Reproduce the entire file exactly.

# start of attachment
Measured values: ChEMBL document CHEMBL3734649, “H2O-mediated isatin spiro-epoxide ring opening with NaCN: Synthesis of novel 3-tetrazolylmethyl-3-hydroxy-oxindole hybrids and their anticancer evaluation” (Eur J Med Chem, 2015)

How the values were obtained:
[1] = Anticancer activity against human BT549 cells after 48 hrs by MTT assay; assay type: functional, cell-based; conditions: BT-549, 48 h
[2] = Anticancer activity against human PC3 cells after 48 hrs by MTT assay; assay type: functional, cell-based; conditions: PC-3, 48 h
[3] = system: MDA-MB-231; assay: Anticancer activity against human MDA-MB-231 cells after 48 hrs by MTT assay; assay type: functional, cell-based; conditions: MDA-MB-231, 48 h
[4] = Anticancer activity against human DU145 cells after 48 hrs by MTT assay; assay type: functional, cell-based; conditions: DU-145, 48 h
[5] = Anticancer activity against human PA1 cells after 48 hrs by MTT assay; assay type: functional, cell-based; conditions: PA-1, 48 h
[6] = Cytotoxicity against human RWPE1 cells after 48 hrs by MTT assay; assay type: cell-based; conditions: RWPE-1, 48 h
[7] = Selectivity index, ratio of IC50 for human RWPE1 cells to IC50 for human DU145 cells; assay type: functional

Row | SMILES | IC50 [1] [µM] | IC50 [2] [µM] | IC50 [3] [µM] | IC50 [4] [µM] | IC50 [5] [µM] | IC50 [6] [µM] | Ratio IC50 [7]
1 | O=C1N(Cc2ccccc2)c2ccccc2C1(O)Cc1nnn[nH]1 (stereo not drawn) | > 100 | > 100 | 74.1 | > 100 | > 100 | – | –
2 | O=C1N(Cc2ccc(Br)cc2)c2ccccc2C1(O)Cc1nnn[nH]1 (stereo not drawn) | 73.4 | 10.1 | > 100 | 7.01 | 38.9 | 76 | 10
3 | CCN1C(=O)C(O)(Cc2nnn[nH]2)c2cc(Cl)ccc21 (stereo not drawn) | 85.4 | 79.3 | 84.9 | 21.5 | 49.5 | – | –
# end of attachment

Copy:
Measured values: ChEMBL document CHEMBL3734649, “H2O-mediated isatin spiro-epoxide ring opening with NaCN: Synthesis of novel 3-tetrazolylmethyl-3-hydroxy-oxindole hybrids and their anticancer evaluation” (Eur J Med Chem, 2015)

How the values were obtained:
[1] = Anticancer activity against human BT549 cells after 48 hrs by MTT assay; assay type: functional, cell-based; conditions: BT-549, 48 h
[2] = Anticancer activity against human PC3 cells after 48 hrs by MTT assay; assay type: functional, cell-based; conditions: PC-3, 48 h
[3] = system: MDA-MB-231; assay: Anticancer activity against human MDA-MB-231 cells after 48 hrs by MTT assay; assay type: functional, cell-based; conditions: MDA-MB-231, 48 h
[4] = Anticancer activity against human DU145 cells after 48 hrs by MTT assay; assay type: functional, cell-based; conditions: DU-145, 48 h
[5] = Anticancer activity against human PA1 cells after 48 hrs by MTT assay; assay type: functional, cell-based; conditions: PA-1, 48 h
[6] = Cytotoxicity against human RWPE1 cells after 48 hrs by MTT assay; assay type: cell-based; conditions: RWPE-1, 48 h
[7] = Selectivity index, ratio of IC50 for human RWPE1 cells to IC50 for human DU145 cells; assay type: functional

Row | SMILES | IC50 [1] [µM] | IC50 [2] [µM] | IC50 [3] [µM] | IC50 [4] [µM] | IC50 [5] [µM] | IC50 [6] [µM] | Ratio IC50 [7]
1 | O=C1N(Cc2ccccc2)c2ccccc2C1(O)Cc1nnn[nH]1 (stereo not drawn) | > 100 | > 100 | 74.1 | > 100 | > 100 | – | –
2 | O=C1N(Cc2ccc(Br)cc2)c2ccccc2C1(O)Cc1nnn[nH]1 (stereo not drawn) | 73.4 | 10.1 | > 100 | 7.01 | 38.9 | 76 | 10
3 | CCN1C(=O)C(O)(Cc2nnn[nH]2)c2cc(Cl)ccc21 (stereo not drawn) | 85.4 | 79.3 | 84.9 | 21.5 | 49.5 | – | –